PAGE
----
I see the $way of writing formulae does not work well, so here's my comment in plaintext: I have trouble seeing what is the problem you're trying to solve. The relation W=Fd is definition of work, not the work-energy theorem. The work-energy theorem says work equals change in kinetic energy of the particle. This follows mathematically from the equation of motion md(γv)/dt=F and Einstein's definition of energy E=γmc^2. 4. Aug 23, 2015 ### pervect Staff Emeritus I'm not too sure my thoughts will be helpful for the intended purpose (which I assume ultimately involves a simple presentation of special relativity), but perhaps they'll provide some insight. And they can be expressed pretty briefly. As long as special relativity has a non-trivial Hamiltonian, we can write Hamilton's equations: $$\frac{\partial H}{\partial q} = \dot {p}$$ Now, if we can also identify H with energy, q with position, and$\dot{p}$with force, then we have the work-energy theorem, the rate of change of the energy with position must be equal to the force. 5. Aug 23, 2015 ### bcrowell Staff Emeritus Right, I should have notated this as$\Delta E=Fd$. There are two disadvantages to your method. (1) In the 1905 paper, Einstein uses$\Delta E=Fd$to prove$E=m\gamma c^2$, so he can't use the latter to prove the former. (2) Your method doesn't work for massless particles. 6. Aug 23, 2015 ### Jano L. I do not know what Einstein was getting at there. I am not sure proving the relation$E=\gamma mc^2$makes sense. I think this is just a definition of energy, same as$\frac{1}{2}mv^2$is definition of kinetic energy in classical mechanics. 7. Aug 23, 2015 ### bcrowell Staff Emeritus This is an interesting approach, but if we examine it carefully I think it's not quite as much of a slam-dunk as it might seem. And it does have the disadvantage that it won't work as a presentation at the undergraduate level, since a physics major might not be exposed to Hamiltonian mechanics until after taking their upper-division SR course. Spelling out the steps in more detail, I think we would have the following: (1) The action has to be Lorentz-invariant and additive, and the only possibility that seems to present itself is$S=(\ldots)m\int_{t_1}^{t_2} d\tau$, where ... represents a constant. (2) Working backward from this, infer that the Lagrangian for a free relativistic particle in one dimension is$L=(\ldots)m/\gamma$. (3) Find the conjugate momentum, which is$p=(\ldots)m\gamma v$. (4) Interpret$dp/dt$as a force. (5) Calculate the Hamiltonian. (6) Identify the Hamiltonian with the energy. (7) Use Hamilton's equations to associate$\partial H/\partial x$with minus the force. The first thing to note is that this is much, much longer than the simple derivation I gave (the second of the three sections in my original post). The next problem is that we have foundational issues in steps 1 and 4. Maybe there's an explicit uniqueness theorem one could give at step 1? Otherwise it's just a plausibility argument, with no a priori guarantee, for example, that the final result will come out consistent with Maxwell's equations in the case of a charge moving in a field. In step 4, we have to decide what is the best definition of force. One could argue that this definition is good, because by the time we get to step 7 we will have shown that it preserves the form of the work-energy theorem without correction. But this is a weak justification if we aren't at step 7 yet, and in fact we have a different definition of force, the four-force, which a priori would be preferable because it's tensorial. At step 6, we have to check some technical criteria. A general philosophical objection to the whole thing is that Hamiltonian mechanics lacks manifest Lorentz invariance at every step of the way. In particular, time is treated as a parameter rather than a coordinate. 8. Aug 23, 2015 ### bcrowell Staff Emeritus Definitions are like babies. They have to come from somewhere. Einstein is proving that this equation is the only one for a massive particle that is consistent with Maxwell's equations. In any case, this is not a definition of energy, since it doesn't apply to massless particles. 9. Aug 25, 2015 ### exponent137 In Classical mechanics we do not need$E=Fd$, that we can calculate$E\propto v^2$. The same is valid in SR. Thus I agree with BCrowell and disagree with Jano L.$E\propto v^2## can be obtained with help of quadratic forms.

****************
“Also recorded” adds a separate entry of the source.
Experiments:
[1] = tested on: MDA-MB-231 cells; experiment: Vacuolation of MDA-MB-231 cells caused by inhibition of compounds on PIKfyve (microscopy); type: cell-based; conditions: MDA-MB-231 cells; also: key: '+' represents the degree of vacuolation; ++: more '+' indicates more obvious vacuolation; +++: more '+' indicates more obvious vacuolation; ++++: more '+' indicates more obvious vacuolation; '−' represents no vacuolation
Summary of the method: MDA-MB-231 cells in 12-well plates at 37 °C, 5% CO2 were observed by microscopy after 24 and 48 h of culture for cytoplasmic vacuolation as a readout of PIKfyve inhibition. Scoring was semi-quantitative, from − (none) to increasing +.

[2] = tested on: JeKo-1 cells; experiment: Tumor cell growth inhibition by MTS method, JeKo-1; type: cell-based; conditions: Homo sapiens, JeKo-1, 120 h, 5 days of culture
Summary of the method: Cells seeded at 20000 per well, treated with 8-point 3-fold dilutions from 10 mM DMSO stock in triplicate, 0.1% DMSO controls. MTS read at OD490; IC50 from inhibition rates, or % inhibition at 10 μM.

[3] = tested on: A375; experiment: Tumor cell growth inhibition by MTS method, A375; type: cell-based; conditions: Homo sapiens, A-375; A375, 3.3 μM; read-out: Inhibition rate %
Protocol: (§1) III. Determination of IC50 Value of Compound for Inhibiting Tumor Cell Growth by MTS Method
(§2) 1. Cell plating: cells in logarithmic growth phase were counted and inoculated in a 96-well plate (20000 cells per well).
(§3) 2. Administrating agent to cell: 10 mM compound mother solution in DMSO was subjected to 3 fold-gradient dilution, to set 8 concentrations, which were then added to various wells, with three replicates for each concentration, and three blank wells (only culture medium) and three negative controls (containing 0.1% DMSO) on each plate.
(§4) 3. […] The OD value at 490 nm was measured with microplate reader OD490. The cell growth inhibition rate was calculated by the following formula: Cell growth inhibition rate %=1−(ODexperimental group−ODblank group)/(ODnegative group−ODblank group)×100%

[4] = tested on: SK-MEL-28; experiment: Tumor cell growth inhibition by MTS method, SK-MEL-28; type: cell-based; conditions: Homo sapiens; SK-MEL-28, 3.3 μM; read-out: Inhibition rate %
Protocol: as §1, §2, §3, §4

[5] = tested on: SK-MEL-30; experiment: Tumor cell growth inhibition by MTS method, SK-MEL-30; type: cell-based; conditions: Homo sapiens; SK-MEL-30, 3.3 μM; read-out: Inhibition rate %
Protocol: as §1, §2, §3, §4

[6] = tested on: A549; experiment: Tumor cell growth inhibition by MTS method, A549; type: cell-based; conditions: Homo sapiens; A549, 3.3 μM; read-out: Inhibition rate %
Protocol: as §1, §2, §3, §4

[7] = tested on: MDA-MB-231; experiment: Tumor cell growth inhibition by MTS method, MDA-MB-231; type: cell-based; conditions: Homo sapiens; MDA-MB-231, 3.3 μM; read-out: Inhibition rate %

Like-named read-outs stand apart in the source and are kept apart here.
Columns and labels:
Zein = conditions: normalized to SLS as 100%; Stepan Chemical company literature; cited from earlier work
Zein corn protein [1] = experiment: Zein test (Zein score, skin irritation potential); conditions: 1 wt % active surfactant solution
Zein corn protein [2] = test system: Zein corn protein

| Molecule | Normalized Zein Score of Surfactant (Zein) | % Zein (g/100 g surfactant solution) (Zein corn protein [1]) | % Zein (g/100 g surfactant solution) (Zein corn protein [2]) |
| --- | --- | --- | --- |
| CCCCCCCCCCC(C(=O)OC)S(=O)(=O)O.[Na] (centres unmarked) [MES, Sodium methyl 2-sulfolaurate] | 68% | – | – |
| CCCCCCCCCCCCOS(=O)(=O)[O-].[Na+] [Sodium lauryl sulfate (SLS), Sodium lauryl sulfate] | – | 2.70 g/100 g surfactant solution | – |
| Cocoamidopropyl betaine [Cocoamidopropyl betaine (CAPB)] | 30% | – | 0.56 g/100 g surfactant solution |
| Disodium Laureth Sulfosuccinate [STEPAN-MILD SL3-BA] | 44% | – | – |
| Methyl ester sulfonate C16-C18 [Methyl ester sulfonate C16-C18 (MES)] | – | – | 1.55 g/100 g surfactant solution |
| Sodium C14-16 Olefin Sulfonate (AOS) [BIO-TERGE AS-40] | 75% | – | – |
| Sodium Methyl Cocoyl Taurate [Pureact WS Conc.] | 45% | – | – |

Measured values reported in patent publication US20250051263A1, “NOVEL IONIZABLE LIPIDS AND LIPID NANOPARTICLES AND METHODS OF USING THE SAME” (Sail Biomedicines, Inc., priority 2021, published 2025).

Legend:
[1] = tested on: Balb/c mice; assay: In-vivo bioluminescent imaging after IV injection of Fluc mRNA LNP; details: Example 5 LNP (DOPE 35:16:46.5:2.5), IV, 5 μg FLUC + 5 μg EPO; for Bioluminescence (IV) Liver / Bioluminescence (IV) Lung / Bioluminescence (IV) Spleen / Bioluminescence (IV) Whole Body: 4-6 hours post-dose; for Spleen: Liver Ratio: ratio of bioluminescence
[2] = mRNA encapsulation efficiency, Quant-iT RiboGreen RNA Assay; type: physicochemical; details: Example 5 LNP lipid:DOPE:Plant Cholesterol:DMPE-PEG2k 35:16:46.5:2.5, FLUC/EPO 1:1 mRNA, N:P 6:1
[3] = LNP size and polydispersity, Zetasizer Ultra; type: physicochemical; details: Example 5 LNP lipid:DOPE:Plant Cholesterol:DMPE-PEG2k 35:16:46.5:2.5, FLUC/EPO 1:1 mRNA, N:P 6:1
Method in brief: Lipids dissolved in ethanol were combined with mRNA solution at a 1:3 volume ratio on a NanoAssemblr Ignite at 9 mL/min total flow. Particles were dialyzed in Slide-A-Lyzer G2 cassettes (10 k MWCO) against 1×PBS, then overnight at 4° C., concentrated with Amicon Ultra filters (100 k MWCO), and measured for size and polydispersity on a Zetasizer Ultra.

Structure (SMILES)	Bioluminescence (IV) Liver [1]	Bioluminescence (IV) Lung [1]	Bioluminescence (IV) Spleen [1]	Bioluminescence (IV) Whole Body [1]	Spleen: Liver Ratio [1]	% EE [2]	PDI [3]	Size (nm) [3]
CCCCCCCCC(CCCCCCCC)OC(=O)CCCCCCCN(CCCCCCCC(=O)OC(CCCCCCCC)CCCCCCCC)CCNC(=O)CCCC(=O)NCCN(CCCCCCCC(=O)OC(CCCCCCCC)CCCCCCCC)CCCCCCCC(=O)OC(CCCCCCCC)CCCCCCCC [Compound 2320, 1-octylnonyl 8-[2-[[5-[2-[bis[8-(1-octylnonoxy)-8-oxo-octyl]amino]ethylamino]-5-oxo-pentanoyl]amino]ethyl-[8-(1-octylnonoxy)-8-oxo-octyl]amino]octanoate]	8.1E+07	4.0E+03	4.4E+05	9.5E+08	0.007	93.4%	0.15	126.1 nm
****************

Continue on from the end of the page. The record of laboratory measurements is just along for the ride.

Best regards